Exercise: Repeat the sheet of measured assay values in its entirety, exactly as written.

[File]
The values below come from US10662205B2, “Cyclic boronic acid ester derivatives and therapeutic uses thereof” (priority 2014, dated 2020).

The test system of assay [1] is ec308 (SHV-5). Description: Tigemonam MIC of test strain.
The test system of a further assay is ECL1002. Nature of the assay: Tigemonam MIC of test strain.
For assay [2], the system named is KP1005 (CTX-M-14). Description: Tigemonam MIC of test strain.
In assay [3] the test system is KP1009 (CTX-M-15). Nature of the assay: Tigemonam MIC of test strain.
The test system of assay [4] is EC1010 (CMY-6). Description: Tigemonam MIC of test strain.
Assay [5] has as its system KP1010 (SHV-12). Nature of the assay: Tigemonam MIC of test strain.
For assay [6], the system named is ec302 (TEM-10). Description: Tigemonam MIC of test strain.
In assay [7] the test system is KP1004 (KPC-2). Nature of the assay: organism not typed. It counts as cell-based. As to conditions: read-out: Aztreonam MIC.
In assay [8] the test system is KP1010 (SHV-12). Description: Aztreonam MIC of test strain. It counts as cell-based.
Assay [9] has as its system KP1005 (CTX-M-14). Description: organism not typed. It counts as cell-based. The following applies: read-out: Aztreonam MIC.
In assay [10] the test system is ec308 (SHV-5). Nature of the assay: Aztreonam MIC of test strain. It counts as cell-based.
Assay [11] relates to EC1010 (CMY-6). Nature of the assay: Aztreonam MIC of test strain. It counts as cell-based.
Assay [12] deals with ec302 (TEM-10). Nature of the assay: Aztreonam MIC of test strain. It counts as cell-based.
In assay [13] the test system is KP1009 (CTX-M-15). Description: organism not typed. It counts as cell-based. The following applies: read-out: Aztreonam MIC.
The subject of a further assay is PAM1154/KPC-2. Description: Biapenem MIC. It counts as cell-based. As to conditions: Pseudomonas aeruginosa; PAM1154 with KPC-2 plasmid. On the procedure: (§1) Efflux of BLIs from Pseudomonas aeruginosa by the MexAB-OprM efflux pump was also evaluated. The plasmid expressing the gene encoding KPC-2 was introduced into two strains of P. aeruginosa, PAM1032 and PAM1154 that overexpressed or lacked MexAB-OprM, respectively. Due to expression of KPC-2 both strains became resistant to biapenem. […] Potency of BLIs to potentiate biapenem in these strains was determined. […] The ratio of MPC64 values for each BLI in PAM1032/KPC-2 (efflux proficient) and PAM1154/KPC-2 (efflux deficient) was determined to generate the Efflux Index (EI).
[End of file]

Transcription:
The values below come from US10662205B2, “Cyclic boronic acid ester derivatives and therapeutic uses thereof” (priority 2014, dated 2020).

The test system of assay [1] is ec308 (SHV-5). Description: Tigemonam MIC of test strain.
The test system of a further assay is ECL1002. Nature of the assay: Tigemonam MIC of test strain.
For assay [2], the system named is KP1005 (CTX-M-14). Description: Tigemonam MIC of test strain.
In assay [3] the test system is KP1009 (CTX-M-15). Nature of the assay: Tigemonam MIC of test strain.
The test system of assay [4] is EC1010 (CMY-6). Description: Tigemonam MIC of test strain.
Assay [5] has as its system KP1010 (SHV-12). Nature of the assay: Tigemonam MIC of test strain.
For assay [6], the system named is ec302 (TEM-10). Description: Tigemonam MIC of test strain.
In assay [7] the test system is KP1004 (KPC-2). Nature of the assay: organism not typed. It counts as cell-based. As to conditions: read-out: Aztreonam MIC.
In assay [8] the test system is KP1010 (SHV-12). Description: Aztreonam MIC of test strain. It counts as cell-based.
Assay [9] has as its system KP1005 (CTX-M-14). Description: organism not typed. It counts as cell-based. The following applies: read-out: Aztreonam MIC.
In assay [10] the test system is ec308 (SHV-5). Nature of the assay: Aztreonam MIC of test strain. It counts as cell-based.
Assay [11] relates to EC1010 (CMY-6). Nature of the assay: Aztreonam MIC of test strain. It counts as cell-based.
Assay [12] deals with ec302 (TEM-10). Nature of the assay: Aztreonam MIC of test strain. It counts as cell-based.
In assay [13] the test system is KP1009 (CTX-M-15). Description: organism not typed. It counts as cell-based. The following applies: read-out: Aztreonam MIC.
The subject of a further assay is PAM1154/KPC-2. Description: Biapenem MIC. It counts as cell-based. As to conditions: Pseudomonas aeruginosa; PAM1154 with KPC-2 plasmid. On the procedure: (§1) Efflux of BLIs from Pseudomonas aeruginosa by the MexAB-OprM efflux pump was also evaluated. The plasmid expressing the gene encoding KPC-2 was introduced into two strains of P. aeruginosa, PAM1032 and PAM1154 that overexpressed or lacked MexAB-OprM, respectively. Due to expression of KPC-2 both strains became resistant to biapenem. […] Potency of BLIs to potentiate biapenem in these strains was determined. […] The ratio of MPC64 values for each BLI in PAM1032/KPC-2 (efflux proficient) and PAM1154/KPC-2 (efflux deficient) was determined to generate the Efflux Index (EI).